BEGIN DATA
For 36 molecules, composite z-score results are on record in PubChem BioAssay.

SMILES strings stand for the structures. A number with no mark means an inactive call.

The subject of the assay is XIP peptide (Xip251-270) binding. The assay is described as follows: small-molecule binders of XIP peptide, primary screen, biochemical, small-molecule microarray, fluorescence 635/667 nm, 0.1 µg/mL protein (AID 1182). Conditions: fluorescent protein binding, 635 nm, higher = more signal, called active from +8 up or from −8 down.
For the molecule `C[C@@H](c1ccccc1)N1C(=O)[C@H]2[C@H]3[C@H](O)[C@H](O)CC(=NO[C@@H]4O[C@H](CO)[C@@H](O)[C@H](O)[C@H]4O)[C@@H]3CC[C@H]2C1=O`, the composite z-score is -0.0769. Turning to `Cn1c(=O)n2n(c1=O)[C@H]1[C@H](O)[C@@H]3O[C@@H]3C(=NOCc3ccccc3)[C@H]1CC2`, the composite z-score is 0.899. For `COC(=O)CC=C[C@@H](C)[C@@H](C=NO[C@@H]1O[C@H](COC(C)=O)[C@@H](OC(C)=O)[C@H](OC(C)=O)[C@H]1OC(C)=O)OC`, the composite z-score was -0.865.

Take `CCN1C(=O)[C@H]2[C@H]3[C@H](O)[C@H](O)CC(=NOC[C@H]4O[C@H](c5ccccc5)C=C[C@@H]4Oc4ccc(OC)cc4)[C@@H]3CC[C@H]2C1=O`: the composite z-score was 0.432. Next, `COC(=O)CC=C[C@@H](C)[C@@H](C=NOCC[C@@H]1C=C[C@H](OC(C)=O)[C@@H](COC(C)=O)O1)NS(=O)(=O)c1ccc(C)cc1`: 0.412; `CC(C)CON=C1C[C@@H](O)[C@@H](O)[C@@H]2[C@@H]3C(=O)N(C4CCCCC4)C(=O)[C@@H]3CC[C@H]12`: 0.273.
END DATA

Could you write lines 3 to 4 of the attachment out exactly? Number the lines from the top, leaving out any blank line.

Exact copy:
The subject of the assay is XIP peptide (Xip251-270) binding. The assay is described as follows: small-molecule binders of XIP peptide, primary screen, biochemical, small-molecule microarray, fluorescence 635/667 nm, 0.1 µg/mL protein (AID 1182). Conditions: fluorescent protein binding, 635 nm, higher = more signal, called active from +8 up or from −8 down.
For the molecule `C[C@@H](c1ccccc1)N1C(=O)[C@H]2[C@H]3[C@H](O)[C@H](O)CC(=NO[C@@H]4O[C@H](CO)[C@@H](O)[C@H](O)[C@H]4O)[C@@H]3CC[C@H]2C1=O`, the composite z-score is -0.0769. Turning to `Cn1c(=O)n2n(c1=O)[C@H]1[C@H](O)[C@@H]3O[C@@H]3C(=NOCc3ccccc3)[C@H]1CC2`, the composite z-score is 0.899. For `COC(=O)CC=C[C@@H](C)[C@@H](C=NO[C@@H]1O[C@H](COC(C)=O)[C@@H](OC(C)=O)[C@H](OC(C)=O)[C@H]1OC(C)=O)OC`, the composite z-score was -0.865.